Finland's Euro-Skeptics Poised to Form Government Following Election Upset
Finland’s euro-skeptic bloc is poised to enter a government with the pro-Europe National Coalition led by Finance Minister Jyrki Katainen after voters used yesterday’s election to protest against funding bailouts.
The True Finns, whose leader Timo Soini says taxpayers shouldn’t have helped rescue Greece or Ireland, surged almost 15 points to 19 percent, the Justice Ministry said. Katainen’s group won 20.4 percent to become Finland’s biggest party for the first time. Prime Minister Mari Kiviniemi’s Center Party got 15.8 percent and the Social Democrats, which also opposed bailouts for the two countries, won 19.1 percent. Kiviniemi will lead her party in opposition after its “huge defeat,” she told broadcaster YLE.
“They couldn’t leave the True Finns out of government after this landslide,” said Tuomo Martikainen, professor emeritus in political science at the University of Helsinki, by phone. “It would be making a mockery of democracy.”
The election results, which come 11 days after Portugal became the third euro member to seek a bailout, threaten to disrupt efforts to push through Europe’s crisis-handling measures. Should AAA rated Finland withdraw its support, Europe’s principle of solidarity “would have failed,” said Frank Engels, an economist at Barclays Capital, in an April 14 note. Any steps need the approval of all 17 euro members.
“Finland’s government will demand new negotiations over the package or block it,” Martikainen said. The True Finns and the Social Democrats “would lose face in Finland if they just approved the financial aid,” he said.
Katainen has said he’ll only work with parties that support the bloc’s rescue tools. “Finland has always been a responsible European Union country,” he told supporters. “I’m convinced the new government, whoever is in it, will want to continue this policy.” The True Finns will seek a majority that allows them to block the region’s bailout mechanism, Soini has said.
“Now we’ll renegotiate. Our money shouldn’t be thrown into mechanisms that don’t work,” Soini told YLE today. “We won’t dictate the terms for the whole of Europe, but we will insist on holding onto Finland’s decision-making powers and money. The Finnish cow should be milked in Finland and the milk shouldn’t be sent abroad in charity.”
The new parliament convenes on April 26. The legislature then selects a prime minister, traditionally the leader of the biggest party, who heads talks to form a government. Katainen told broadcaster YLE that a coalition with the True Finns and Social Democrats is “very possible.”
A new government is due to be appointed on May 19, according to a preliminary plan agreed by the parties’ parliamentary heads.
“If Finland doesn’t ratify the package, either Portugal won’t pay its debts or some other package must be drawn up,” said Pasi Kuoppamaeki, chief economist at Sampo Bank, a unit of Danske Bank A/S. “I’m afraid this will cause some anxiety in the financial markets.”
Portuguese government bonds fell today, pushing the 10-year yield as much as 28 basis points higher to 9.28 percent, the most since at least 1997. The yield was up 8 basis points at 9.07 percent as of 3:10 p.m. in London. The euro lost 1.2 percent against the dollar, declining for a second day.
Soini’s campaign to protect taxpayers from rules made in Brussels has won support from voters who endured their most recent recession without blowing the budget. The Social Democrats have argued Europe’s rescue measures don’t push enough of the cost onto investors.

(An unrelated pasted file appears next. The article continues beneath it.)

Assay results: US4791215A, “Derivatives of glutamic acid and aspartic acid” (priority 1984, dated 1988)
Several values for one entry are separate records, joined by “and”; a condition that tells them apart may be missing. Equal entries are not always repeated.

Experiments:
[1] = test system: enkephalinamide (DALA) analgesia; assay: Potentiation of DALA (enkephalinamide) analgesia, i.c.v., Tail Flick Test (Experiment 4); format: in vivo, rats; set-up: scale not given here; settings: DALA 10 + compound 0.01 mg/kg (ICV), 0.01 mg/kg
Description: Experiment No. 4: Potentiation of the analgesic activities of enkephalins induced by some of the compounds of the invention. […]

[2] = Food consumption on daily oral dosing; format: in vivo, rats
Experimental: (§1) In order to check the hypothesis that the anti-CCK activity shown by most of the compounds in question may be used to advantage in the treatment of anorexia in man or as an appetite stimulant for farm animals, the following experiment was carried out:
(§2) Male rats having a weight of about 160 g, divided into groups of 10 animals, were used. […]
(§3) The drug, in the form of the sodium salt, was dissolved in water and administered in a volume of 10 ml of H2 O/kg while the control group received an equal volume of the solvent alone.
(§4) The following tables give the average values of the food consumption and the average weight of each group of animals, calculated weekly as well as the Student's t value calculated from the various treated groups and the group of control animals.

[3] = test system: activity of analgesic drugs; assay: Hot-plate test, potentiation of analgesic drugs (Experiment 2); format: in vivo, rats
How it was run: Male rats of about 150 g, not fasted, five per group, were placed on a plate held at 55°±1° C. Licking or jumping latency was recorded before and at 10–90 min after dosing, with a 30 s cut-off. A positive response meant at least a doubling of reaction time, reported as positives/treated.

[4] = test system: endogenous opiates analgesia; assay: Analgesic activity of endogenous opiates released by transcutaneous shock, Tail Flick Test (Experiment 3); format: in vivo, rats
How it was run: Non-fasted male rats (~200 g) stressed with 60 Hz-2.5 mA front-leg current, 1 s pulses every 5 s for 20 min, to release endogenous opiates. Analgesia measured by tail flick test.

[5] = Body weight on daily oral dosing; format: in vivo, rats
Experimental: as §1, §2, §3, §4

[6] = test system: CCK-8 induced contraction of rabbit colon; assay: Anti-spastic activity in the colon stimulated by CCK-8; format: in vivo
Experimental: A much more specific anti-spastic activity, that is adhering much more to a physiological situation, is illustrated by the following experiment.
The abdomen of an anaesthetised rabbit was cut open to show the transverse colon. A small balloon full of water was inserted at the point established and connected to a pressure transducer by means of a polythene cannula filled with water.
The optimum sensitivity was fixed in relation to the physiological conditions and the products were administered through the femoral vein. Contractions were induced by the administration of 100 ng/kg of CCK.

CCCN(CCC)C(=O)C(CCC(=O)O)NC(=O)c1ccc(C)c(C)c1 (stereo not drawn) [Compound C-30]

“The result is very strong,” Soini told YLE. “We’ve been heading in this direction for years.”
Many Finns remember how the country worked its way through its 1990s recession, triggered by a banking meltdown that coincided with an export slump as the Soviet Union collapsed. That downturn sent unemployment to 19.9 percent in May 1994, from 2.1 percent in 1990.
“People wonder why we should help,” said Tiina Helenius, Helsinki-based chief economist at Svenska Handelsbanken AB. “People feel we each must face our hardships and do the work needed to recover.”
Finland has since emerged as one of the euro region’s fastest-growing economies. Gross domestic product expanded an annual 5.2 percent in the fourth quarter and Finland kept its budget deficit within the bloc’s 3 percent threshold even as its economy contracted 8.2 percent in 2009. Its deficit will narrow to 1.6 percent of the economy this year, versus an EU average of 5.1 percent, the European Commission estimates.
Any decision on how to bring the 440 billion-euro ($634 billion) European Financial Stability Facility to its full capacity, which euro-area leaders want done by June, would require AAA rated countries such as Finland to shoulder an above-average burden.
“It’s hard to see that the National Coalition would be in a government that would block the bailout,” Kuoppamaeki at Sampo Bank said. “If the National Coalition forms the government, the bailouts will be approved.” The True Finns “have a moral right to participate in the talks to form the government, but other parties don’t need to give in on all of their demands,” he said.
Officials from the International Monetary Fund, European Commission and European Central Bank are in Lisbon to prepare an estimated 80 billion-euro rescue package. European officials said Portugal’s request for aid will mark the final chapter in the region’s debt crisis.
Portugal has announced it may raise as much as 5.5 billion euros issuing bills through June, including a planned April 20 sale of securities due July and November. The country had a 4.2 billion-euro fixed rate bond mature on April 15, and has a 4.9 billion-euro note coming due in June, according to the Portuguese Debt Agency.
“Portugal’s situation is getting very tough,” Kuoppamaeki said. “They have large loans maturing in June, so something has to be done.”
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